Not sure how much of this speculation is actually by NASA, and how much by others trying to argue on behalf of NASA (maybe when I have the time I should trawl through the NASA web site and see what they say for themselves, rather than what other's say on their behalf).
 

Offline lightarrow

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scientists are going back to the moon; this time to live???
« Reply #21 on: 20/04/2007 20:23:52 »
So, He3 is the new NASA excuse to go to the moon and make plants there?
Who they want to convince? Not me, at least.
Given we do not yet have any working fusion plant, I think it a little premature myself to start speculating about the sources of available fuel supply.
Not sure how much of this speculation is actually by NASA, and how much by others trying to argue on behalf of NASA (maybe when I have the time I should trawl through the NASA web site and see what they say for themselves, rather than what other's say on their behalf).
Ok, it's premature.
However, even considering how can money be directed to NASA projects, if they will go to the moon and make plants there, it'll be 2% to take some "microbubble of He3" from stones, and 98% for other reasons (I let you imagine which ones).
 

Offline Seany

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scientists are going back to the moon; this time to live???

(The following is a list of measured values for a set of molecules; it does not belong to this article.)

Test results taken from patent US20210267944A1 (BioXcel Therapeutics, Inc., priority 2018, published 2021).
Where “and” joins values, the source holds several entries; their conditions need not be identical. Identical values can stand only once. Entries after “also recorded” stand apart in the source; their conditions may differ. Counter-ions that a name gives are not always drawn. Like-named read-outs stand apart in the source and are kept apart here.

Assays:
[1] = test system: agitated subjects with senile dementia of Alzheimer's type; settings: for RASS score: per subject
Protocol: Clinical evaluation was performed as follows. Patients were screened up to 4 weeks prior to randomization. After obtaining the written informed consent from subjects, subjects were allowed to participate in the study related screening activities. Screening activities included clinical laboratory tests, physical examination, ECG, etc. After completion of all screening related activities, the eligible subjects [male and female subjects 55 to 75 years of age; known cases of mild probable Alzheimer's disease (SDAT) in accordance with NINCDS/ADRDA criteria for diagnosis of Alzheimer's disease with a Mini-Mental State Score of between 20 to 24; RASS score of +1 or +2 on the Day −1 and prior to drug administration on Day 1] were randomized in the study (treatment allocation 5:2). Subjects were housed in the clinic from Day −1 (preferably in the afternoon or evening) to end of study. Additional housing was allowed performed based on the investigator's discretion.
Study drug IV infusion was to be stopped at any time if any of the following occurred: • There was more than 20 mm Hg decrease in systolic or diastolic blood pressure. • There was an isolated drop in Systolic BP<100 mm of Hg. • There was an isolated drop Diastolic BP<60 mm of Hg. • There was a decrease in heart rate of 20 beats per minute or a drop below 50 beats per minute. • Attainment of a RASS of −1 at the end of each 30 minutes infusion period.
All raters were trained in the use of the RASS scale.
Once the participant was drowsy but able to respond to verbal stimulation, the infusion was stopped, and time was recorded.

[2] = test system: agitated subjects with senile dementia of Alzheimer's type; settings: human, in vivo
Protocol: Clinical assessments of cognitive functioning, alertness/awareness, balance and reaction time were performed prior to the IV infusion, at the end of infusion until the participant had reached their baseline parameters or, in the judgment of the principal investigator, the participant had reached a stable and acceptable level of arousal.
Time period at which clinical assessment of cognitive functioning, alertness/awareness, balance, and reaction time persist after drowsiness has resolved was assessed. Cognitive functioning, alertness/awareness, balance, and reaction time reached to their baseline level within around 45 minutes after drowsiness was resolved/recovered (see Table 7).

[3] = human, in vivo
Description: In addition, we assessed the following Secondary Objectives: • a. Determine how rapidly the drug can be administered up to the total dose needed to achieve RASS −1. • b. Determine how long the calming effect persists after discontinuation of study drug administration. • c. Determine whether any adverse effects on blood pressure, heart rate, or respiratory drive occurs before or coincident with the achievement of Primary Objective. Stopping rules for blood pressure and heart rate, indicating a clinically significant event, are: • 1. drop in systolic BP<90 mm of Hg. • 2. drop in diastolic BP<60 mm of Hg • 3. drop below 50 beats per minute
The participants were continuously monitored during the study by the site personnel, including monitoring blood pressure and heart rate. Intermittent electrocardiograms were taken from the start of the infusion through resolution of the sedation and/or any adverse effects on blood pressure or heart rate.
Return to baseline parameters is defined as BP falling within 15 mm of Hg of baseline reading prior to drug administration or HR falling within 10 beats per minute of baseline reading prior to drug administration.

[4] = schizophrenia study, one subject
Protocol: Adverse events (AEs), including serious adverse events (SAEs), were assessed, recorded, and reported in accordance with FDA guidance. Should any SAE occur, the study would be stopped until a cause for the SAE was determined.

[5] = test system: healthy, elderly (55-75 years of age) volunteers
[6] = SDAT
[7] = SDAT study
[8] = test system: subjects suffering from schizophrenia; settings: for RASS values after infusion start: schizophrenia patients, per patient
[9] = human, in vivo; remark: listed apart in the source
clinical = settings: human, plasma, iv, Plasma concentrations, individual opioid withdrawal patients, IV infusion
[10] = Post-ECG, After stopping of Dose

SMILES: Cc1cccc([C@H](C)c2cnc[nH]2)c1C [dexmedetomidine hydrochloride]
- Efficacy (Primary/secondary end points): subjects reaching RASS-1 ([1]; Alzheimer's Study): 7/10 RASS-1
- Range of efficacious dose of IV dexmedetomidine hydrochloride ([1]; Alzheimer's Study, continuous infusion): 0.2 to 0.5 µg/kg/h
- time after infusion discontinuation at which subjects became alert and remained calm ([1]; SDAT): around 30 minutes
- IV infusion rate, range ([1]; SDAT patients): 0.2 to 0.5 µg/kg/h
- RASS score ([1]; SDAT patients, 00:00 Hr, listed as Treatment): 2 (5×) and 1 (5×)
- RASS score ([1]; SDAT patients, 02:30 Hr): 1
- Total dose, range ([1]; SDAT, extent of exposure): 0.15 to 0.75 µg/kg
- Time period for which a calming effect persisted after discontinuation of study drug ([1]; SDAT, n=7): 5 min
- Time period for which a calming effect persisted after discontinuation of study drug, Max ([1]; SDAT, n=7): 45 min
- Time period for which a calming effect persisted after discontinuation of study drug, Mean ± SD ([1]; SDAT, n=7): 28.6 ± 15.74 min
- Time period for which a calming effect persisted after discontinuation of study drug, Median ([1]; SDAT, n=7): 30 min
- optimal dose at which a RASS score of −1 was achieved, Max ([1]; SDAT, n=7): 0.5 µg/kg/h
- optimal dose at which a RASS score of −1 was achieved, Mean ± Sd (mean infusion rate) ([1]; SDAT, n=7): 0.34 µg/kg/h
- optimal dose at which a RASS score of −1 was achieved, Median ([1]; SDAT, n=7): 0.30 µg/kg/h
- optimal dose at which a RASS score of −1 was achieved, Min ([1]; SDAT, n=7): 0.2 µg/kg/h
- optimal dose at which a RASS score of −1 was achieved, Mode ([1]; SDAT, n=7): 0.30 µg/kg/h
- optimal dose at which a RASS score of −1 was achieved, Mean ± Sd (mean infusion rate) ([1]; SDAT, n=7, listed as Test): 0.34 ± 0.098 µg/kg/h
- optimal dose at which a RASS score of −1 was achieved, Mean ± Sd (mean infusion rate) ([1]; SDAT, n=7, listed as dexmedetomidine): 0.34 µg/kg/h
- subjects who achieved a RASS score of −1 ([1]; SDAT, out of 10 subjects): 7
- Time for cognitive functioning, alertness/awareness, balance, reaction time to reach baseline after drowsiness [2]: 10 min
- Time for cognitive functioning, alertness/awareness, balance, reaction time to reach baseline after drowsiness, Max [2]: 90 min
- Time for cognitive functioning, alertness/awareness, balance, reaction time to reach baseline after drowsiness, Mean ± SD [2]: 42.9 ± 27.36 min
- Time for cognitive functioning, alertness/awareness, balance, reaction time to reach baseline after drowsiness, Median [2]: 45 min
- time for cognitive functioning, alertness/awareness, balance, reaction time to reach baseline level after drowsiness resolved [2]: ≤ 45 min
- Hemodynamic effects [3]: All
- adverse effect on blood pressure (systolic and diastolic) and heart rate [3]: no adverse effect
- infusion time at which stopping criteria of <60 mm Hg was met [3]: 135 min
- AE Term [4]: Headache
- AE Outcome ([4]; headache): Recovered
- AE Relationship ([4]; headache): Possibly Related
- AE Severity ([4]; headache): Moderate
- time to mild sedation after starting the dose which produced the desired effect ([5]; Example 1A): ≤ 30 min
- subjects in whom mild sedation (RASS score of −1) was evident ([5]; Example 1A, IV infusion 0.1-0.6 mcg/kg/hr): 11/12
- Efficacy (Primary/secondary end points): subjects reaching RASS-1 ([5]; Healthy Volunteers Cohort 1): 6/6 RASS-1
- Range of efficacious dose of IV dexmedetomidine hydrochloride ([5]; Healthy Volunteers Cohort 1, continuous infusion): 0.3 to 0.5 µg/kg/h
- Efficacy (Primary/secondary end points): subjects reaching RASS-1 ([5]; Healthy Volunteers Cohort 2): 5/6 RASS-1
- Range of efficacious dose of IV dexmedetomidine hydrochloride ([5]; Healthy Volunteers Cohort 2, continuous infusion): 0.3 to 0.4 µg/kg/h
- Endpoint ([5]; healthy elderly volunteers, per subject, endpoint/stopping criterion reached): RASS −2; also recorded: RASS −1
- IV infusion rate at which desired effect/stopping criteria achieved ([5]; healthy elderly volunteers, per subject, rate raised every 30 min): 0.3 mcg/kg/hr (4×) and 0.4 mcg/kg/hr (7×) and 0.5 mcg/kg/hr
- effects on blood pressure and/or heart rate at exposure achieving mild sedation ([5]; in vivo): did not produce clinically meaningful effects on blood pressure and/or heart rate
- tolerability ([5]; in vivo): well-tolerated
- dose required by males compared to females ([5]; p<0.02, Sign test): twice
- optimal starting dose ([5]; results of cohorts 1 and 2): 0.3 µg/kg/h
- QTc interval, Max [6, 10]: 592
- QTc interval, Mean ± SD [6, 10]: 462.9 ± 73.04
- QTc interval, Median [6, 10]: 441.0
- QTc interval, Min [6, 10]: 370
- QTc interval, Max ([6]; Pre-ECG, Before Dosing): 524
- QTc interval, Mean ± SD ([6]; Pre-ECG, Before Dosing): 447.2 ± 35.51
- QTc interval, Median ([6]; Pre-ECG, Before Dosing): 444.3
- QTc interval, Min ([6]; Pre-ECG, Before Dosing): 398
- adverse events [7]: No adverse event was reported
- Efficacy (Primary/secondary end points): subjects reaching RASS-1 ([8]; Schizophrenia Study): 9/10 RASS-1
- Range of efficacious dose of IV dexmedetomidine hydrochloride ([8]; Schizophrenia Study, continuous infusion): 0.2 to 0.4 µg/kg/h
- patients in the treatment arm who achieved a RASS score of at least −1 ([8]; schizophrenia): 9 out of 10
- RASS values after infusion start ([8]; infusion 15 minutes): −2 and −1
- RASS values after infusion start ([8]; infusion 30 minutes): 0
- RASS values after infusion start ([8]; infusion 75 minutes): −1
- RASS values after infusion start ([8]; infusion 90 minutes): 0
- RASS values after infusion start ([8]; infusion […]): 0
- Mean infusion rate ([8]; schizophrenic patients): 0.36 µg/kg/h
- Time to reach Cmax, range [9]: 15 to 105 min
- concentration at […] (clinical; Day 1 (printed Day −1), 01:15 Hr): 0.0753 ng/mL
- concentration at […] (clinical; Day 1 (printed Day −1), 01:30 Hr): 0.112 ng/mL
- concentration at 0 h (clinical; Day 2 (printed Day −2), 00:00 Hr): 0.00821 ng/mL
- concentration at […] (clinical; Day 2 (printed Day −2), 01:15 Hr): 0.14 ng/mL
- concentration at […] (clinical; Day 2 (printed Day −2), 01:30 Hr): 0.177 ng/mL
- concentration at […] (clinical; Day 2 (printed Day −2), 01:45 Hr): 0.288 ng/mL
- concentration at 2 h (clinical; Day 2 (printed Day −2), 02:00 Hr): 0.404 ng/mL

« Reply #22 on: 20/04/2007 22:58:03 »
I can realise why it may be premature, but I still think that it is a good idea. Yes, we do not have a good enough idea yet, of He3 and the fusion thing, but that is why we set our aim to 2010. By then, hopefully, we will have atleast a start to it, and maybe efficient enough to work.
 

Offline Guttedpiggy

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scientists are going back to the moon; this time to live???
« Reply #23 on: 20/04/2007 23:19:38 »
OMG i saw that program and asked the nakedscientists to do a radioshow on it, you thief! XD, i think it would be fun to watch lol, 1 ton of h3 would apparantly supply the whole of england for enough power for a year or something crazy like that, but it could affect the tides and screw the whole of the undersea life up =\ so im not sure bout it
 

Offline Seany

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scientists are going back to the moon; this time to live???
« Reply #24 on: 20/04/2007 23:28:03 »
Hmm.. I did not watch this program, but according to Universe, 1kg of He3 would be enough to supply us for 10 years.
 

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scientists are going back to the moon; this time to live???